Latest News and Commentary: National

August 25, 2022
By Colleen Flaherty
Inside Higher Ed

Excerpt: Claremont McKenna College stands accused of censoring faculty members who were discussing texts including Mark Twain’s The Adventures of Huckleberry Finn and Alice Walker’s The Color Purple. But the college, which is known for promoting freedom of expression, is pushing back on these allegations, saying that its actions have been misrepresented.

Like numerous academic freedom disputes within the last decade, the one playing out at Claremont McKenna turns on the N-word—namely, whether it’s acceptable for a professor to say the full word (not the euphemism) in class when quoting a text or a case study.

 

August 25, 2022
By Jonathan Edwards
The Washington Post

Excerpt: Summer Boismier got through only one day of the school year before a parent complained and administrators descended on her high school classroom to investigate. Days later, she quit in protest of a new Oklahoma law that restricts teaching about race and gender.

Even before the first day of the school year at Norman High School, Boismier suspected her personal classroom library would get her in trouble by running afoul of that law, so she covered her books with butcher paper. But she added a touch of defiance, scrawling a message in permanent marker across the paper. “Books the state doesn’t want you to read,” it said.

August 24, 2022
By Jessica Votipka, Grand Island Independent
Lincoln Journal Star

Excerpt: Grand Island Northwest Public Schools administrators eliminated its journalism program and student newspaper in June in what some former students and press freedom advocates call an act of censorship.

The school year-ending issue of the Saga newspaper included student editorials on LGBTQ topics, along with a news article titled “Pride and prejudice: LGBTQIA+” on the origins of Pride month and the history of homophobia. The Grand Island Independent, which had printed the school paper on its press, was informed via email in late May “the (journalism and newspaper) program was cut because the school board and superintendent are unhappy with the last issue's editorial content.”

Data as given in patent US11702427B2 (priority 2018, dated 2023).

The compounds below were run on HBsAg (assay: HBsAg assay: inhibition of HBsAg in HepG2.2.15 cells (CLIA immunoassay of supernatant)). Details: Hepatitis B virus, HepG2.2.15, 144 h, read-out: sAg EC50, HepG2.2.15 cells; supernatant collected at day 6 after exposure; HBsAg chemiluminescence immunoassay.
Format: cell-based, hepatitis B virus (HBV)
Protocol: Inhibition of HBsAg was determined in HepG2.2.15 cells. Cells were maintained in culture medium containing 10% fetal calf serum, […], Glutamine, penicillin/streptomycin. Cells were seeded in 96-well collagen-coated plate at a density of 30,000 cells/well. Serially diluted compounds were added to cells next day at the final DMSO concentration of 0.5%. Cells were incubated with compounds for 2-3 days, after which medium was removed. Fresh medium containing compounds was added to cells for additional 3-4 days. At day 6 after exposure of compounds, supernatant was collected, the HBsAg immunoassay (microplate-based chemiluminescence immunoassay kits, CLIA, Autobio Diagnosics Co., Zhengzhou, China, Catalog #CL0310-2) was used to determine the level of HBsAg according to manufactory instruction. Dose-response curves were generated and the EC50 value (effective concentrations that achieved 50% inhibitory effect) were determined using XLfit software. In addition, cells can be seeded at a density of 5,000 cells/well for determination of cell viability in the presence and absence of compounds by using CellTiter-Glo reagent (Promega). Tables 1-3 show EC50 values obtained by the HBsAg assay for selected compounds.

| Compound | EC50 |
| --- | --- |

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August 24, 2022
By Vanderbilt University

Excerpt: Academic experts and university leaders came together with the VUcept peer mentor group for a candid conversation about freedom of expression at Vanderbilt University on Aug. 22. The discussion, held on The Martha Rivers Ingram Commons, centered on the importance of open discourse in providing the necessary conditions for transformative education and pathbreaking research.

The conversation featured Chancellor Daniel Diermeier, Vice Provost for Undergraduate Education Tiffiny Tung and free speech expert Jacob Mchangama. Jad Abumrad, founder of Radiolab and Distinguished Research Professor of Cinema and Media Arts and Communication of Science and Technology, moderated the hourlong discussion.

 

August 24, 2022
By Danielle Paquette
The Washington Post

Excerpt: Two librarians had quit since the trouble began, and Kaitlin McLaughlin didn’t want to be the third. But the same term kept coming up in board meetings and on yard signs, making her feel awkward and wrongly accused: grooming.

People in this western Michigan farming town said the Patmos Library was “grooming” children and, according to fliers that one group printed, promoting an “LGBTQ ideology.” They said bookshelves meant for young readers featured same-sex pornography. They called the staff pedophiles, McLaughlin said. Then one August morning, they voted to defund Jamestown’s only public library, jeopardizing the institution’s future as neighbors clashed over who gets to decide free speech in this deep-red corner of America.